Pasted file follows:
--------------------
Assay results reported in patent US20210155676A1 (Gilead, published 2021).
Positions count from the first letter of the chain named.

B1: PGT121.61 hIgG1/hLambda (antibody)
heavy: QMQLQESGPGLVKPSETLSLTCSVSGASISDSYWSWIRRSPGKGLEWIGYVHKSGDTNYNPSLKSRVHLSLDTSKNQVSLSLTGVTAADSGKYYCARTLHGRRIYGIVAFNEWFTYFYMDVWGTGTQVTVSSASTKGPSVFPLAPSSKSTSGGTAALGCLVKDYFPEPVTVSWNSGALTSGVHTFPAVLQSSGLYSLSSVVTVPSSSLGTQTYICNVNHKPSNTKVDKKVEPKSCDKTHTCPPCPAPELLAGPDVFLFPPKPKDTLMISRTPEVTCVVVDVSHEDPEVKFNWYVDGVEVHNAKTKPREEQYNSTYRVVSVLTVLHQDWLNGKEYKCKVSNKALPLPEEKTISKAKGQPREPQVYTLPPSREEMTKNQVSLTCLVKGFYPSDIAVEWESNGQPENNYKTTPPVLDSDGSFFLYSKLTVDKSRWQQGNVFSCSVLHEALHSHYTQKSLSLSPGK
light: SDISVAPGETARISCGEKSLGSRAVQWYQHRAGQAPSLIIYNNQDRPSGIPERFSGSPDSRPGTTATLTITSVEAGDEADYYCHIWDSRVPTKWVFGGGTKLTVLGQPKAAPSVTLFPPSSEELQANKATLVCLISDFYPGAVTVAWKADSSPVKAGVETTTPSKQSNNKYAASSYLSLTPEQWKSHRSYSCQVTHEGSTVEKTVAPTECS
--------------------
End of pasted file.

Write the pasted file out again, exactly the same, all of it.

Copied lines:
Assay results reported in patent US20210155676A1 (Gilead, published 2021).
Positions count from the first letter of the chain named.

B1: PGT121.61 hIgG1/hLambda (antibody)
heavy: QMQLQESGPGLVKPSETLSLTCSVSGASISDSYWSWIRRSPGKGLEWIGYVHKSGDTNYNPSLKSRVHLSLDTSKNQVSLSLTGVTAADSGKYYCARTLHGRRIYGIVAFNEWFTYFYMDVWGTGTQVTVSSASTKGPSVFPLAPSSKSTSGGTAALGCLVKDYFPEPVTVSWNSGALTSGVHTFPAVLQSSGLYSLSSVVTVPSSSLGTQTYICNVNHKPSNTKVDKKVEPKSCDKTHTCPPCPAPELLAGPDVFLFPPKPKDTLMISRTPEVTCVVVDVSHEDPEVKFNWYVDGVEVHNAKTKPREEQYNSTYRVVSVLTVLHQDWLNGKEYKCKVSNKALPLPEEKTISKAKGQPREPQVYTLPPSREEMTKNQVSLTCLVKGFYPSDIAVEWESNGQPENNYKTTPPVLDSDGSFFLYSKLTVDKSRWQQGNVFSCSVLHEALHSHYTQKSLSLSPGK
light: SDISVAPGETARISCGEKSLGSRAVQWYQHRAGQAPSLIIYNNQDRPSGIPERFSGSPDSRPGTTATLTITSVEAGDEADYYCHIWDSRVPTKWVFGGGTKLTVLGQPKAAPSVTLFPPSSEELQANKATLVCLISDFYPGAVTVAWKADSSPVKAGVETTTPSKQSNNKYAASSYLSLTPEQWKSHRSYSCQVTHEGSTVEKTVAPTECS